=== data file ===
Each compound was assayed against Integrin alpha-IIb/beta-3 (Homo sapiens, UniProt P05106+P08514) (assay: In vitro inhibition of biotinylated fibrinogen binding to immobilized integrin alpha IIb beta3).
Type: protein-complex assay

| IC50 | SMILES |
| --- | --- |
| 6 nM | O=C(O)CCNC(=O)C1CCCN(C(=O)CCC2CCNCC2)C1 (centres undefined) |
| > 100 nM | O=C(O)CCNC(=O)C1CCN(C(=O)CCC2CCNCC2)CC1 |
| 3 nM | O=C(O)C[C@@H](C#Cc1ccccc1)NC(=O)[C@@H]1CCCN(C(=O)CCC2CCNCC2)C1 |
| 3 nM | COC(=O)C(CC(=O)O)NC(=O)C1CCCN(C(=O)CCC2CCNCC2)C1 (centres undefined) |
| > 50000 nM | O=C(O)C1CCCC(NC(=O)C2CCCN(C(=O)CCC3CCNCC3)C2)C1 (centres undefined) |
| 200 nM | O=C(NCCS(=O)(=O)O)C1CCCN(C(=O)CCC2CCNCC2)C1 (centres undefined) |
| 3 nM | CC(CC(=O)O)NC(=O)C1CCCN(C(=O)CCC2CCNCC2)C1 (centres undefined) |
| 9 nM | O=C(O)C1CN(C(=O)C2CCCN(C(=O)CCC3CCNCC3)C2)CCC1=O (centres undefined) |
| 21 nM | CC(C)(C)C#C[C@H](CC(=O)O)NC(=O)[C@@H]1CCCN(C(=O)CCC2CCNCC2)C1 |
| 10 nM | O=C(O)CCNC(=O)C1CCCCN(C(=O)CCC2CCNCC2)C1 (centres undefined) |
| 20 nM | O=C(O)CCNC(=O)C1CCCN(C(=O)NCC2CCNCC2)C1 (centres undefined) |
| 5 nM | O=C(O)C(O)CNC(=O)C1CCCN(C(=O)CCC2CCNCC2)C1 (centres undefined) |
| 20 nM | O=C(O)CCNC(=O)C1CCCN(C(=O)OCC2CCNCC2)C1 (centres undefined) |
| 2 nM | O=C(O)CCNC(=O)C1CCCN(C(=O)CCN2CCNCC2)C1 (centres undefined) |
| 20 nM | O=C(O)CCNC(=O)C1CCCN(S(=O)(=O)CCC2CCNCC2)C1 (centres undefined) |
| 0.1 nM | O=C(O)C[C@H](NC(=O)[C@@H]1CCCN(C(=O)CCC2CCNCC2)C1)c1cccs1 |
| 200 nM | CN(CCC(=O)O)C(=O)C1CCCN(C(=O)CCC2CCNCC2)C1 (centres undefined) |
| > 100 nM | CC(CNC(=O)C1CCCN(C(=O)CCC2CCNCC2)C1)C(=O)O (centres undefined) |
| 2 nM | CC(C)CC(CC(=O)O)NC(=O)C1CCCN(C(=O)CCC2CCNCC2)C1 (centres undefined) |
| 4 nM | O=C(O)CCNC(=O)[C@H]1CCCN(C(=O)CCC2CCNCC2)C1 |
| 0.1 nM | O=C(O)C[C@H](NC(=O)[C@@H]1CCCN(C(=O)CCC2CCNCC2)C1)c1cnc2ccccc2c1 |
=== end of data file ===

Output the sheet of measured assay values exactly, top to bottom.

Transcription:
Each compound was assayed against Integrin alpha-IIb/beta-3 (Homo sapiens, UniProt P05106+P08514) (assay: In vitro inhibition of biotinylated fibrinogen binding to immobilized integrin alpha IIb beta3).
Type: protein-complex assay

| IC50 | SMILES |
| --- | --- |
| 6 nM | O=C(O)CCNC(=O)C1CCCN(C(=O)CCC2CCNCC2)C1 (centres undefined) |
| > 100 nM | O=C(O)CCNC(=O)C1CCN(C(=O)CCC2CCNCC2)CC1 |
| 3 nM | O=C(O)C[C@@H](C#Cc1ccccc1)NC(=O)[C@@H]1CCCN(C(=O)CCC2CCNCC2)C1 |
| 3 nM | COC(=O)C(CC(=O)O)NC(=O)C1CCCN(C(=O)CCC2CCNCC2)C1 (centres undefined) |
| > 50000 nM | O=C(O)C1CCCC(NC(=O)C2CCCN(C(=O)CCC3CCNCC3)C2)C1 (centres undefined) |
| 200 nM | O=C(NCCS(=O)(=O)O)C1CCCN(C(=O)CCC2CCNCC2)C1 (centres undefined) |
| 3 nM | CC(CC(=O)O)NC(=O)C1CCCN(C(=O)CCC2CCNCC2)C1 (centres undefined) |
| 9 nM | O=C(O)C1CN(C(=O)C2CCCN(C(=O)CCC3CCNCC3)C2)CCC1=O (centres undefined) |
| 21 nM | CC(C)(C)C#C[C@H](CC(=O)O)NC(=O)[C@@H]1CCCN(C(=O)CCC2CCNCC2)C1 |
| 10 nM | O=C(O)CCNC(=O)C1CCCCN(C(=O)CCC2CCNCC2)C1 (centres undefined) |
| 20 nM | O=C(O)CCNC(=O)C1CCCN(C(=O)NCC2CCNCC2)C1 (centres undefined) |
| 5 nM | O=C(O)C(O)CNC(=O)C1CCCN(C(=O)CCC2CCNCC2)C1 (centres undefined) |
| 20 nM | O=C(O)CCNC(=O)C1CCCN(C(=O)OCC2CCNCC2)C1 (centres undefined) |
| 2 nM | O=C(O)CCNC(=O)C1CCCN(C(=O)CCN2CCNCC2)C1 (centres undefined) |
| 20 nM | O=C(O)CCNC(=O)C1CCCN(S(=O)(=O)CCC2CCNCC2)C1 (centres undefined) |
| 0.1 nM | O=C(O)C[C@H](NC(=O)[C@@H]1CCCN(C(=O)CCC2CCNCC2)C1)c1cccs1 |
| 200 nM | CN(CCC(=O)O)C(=O)C1CCCN(C(=O)CCC2CCNCC2)C1 (centres undefined) |
| > 100 nM | CC(CNC(=O)C1CCCN(C(=O)CCC2CCNCC2)C1)C(=O)O (centres undefined) |
| 2 nM | CC(C)CC(CC(=O)O)NC(=O)C1CCCN(C(=O)CCC2CCNCC2)C1 (centres undefined) |
| 4 nM | O=C(O)CCNC(=O)[C@H]1CCCN(C(=O)CCC2CCNCC2)C1 |
| 0.1 nM | O=C(O)C[C@H](NC(=O)[C@@H]1CCCN(C(=O)CCC2CCNCC2)C1)c1cnc2ccccc2c1 |